Which factors increase the risk of NSAID-related peptic ulcer disease (PUD)?

Updated: Apr 26, 2021
  • Author: BS Anand, MD; Chief Editor: Philip O Katz, MD, FACP, FACG  more...
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Answer

NSAID use is a common cause of peptic ulcer disease. These drugs disrupt the mucosal permeability barrier, rendering the mucosa vulnerable to injury. As many as 30% of adults taking NSAIDs have GI adverse effects. Factors associated with an increased risk of duodenal ulcers in the setting of NSAID use include history of previous peptic ulcer disease, older age, female sex, high doses or combinations of NSAIDs, long-term NSAID use, concomitant use of anticoagulants, and severe comorbid illnesses.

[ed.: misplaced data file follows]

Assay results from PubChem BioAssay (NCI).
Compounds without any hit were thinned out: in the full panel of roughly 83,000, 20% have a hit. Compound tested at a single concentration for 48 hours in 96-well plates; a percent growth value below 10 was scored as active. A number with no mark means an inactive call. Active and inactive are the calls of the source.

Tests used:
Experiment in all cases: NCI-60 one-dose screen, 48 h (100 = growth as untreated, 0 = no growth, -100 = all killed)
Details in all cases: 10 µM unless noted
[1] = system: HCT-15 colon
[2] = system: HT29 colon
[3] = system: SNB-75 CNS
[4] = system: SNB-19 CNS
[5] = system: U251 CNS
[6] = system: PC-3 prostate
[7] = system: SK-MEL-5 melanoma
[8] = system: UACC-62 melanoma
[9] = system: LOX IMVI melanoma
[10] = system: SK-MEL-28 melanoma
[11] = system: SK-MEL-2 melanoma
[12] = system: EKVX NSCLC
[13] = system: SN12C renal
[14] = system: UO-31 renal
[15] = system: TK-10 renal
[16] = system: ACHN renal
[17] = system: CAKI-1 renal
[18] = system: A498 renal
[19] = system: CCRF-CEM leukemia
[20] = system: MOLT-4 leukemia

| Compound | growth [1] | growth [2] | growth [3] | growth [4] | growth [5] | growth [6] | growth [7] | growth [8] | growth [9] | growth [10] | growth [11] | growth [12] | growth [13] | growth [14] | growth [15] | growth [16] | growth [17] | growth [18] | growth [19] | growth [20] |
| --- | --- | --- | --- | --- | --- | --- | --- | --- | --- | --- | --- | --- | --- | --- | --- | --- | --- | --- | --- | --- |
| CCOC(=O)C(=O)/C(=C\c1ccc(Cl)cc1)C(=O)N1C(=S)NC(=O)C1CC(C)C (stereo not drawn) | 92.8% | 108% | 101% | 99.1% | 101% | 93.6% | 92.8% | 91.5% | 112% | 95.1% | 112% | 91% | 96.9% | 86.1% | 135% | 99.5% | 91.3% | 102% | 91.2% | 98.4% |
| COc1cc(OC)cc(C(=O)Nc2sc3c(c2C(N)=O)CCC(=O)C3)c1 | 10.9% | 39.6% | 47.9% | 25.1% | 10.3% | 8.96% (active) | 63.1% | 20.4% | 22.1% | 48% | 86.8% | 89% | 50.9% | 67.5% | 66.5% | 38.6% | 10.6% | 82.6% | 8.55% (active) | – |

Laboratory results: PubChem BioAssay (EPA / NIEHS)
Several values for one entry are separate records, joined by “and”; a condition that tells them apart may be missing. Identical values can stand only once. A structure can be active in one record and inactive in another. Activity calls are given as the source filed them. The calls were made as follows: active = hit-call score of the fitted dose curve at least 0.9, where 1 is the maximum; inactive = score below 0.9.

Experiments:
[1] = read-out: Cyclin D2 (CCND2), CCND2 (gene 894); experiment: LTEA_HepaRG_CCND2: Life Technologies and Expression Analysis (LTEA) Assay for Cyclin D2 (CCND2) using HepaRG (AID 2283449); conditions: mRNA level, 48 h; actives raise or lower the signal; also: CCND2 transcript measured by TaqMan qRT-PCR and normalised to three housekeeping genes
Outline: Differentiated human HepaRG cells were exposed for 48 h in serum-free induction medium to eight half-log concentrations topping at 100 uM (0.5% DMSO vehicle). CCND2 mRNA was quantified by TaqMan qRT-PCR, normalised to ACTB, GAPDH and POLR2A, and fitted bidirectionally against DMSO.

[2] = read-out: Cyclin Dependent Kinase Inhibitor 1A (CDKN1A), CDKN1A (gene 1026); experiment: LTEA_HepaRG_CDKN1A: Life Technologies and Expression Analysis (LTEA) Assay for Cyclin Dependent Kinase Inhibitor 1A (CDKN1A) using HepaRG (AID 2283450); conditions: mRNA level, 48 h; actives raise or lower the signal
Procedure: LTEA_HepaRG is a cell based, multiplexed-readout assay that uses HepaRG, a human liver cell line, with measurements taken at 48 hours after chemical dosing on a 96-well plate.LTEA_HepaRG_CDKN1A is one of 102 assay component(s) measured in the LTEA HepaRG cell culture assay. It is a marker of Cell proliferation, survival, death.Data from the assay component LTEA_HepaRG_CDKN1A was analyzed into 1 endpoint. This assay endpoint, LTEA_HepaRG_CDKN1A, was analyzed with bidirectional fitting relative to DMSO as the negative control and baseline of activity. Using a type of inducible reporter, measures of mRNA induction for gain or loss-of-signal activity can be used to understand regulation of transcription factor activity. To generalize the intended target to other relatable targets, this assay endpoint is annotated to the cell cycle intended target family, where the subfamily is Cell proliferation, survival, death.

A long-term prospective study found that patients with arthritis who were older than 65 years who regularly took low-dose aspirin were at an increased risk for dyspepsia severe enough to necessitate the discontinuation of NSAIDs. [7] This suggests that better management of NSAID use should be discussed with older patients in order to reduce NSAID-associated upper GI events.


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